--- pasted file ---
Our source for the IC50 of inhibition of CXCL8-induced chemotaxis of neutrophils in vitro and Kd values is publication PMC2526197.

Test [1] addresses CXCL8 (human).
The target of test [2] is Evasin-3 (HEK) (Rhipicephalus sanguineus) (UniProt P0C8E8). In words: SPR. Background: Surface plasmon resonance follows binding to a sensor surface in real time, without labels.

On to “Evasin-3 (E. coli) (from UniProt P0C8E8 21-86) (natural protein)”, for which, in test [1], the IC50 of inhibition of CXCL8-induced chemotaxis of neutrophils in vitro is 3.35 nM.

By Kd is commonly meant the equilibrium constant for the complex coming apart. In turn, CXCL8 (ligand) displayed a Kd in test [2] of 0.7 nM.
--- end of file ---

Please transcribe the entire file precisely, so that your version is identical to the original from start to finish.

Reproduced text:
Our source for the IC50 of inhibition of CXCL8-induced chemotaxis of neutrophils in vitro and Kd values is publication PMC2526197.

Test [1] addresses CXCL8 (human).
The target of test [2] is Evasin-3 (HEK) (Rhipicephalus sanguineus) (UniProt P0C8E8). In words: SPR. Background: Surface plasmon resonance follows binding to a sensor surface in real time, without labels.

On to “Evasin-3 (E. coli) (from UniProt P0C8E8 21-86) (natural protein)”, for which, in test [1], the IC50 of inhibition of CXCL8-induced chemotaxis of neutrophils in vitro is 3.35 nM.

By Kd is commonly meant the equilibrium constant for the complex coming apart. In turn, CXCL8 (ligand) displayed a Kd in test [2] of 0.7 nM.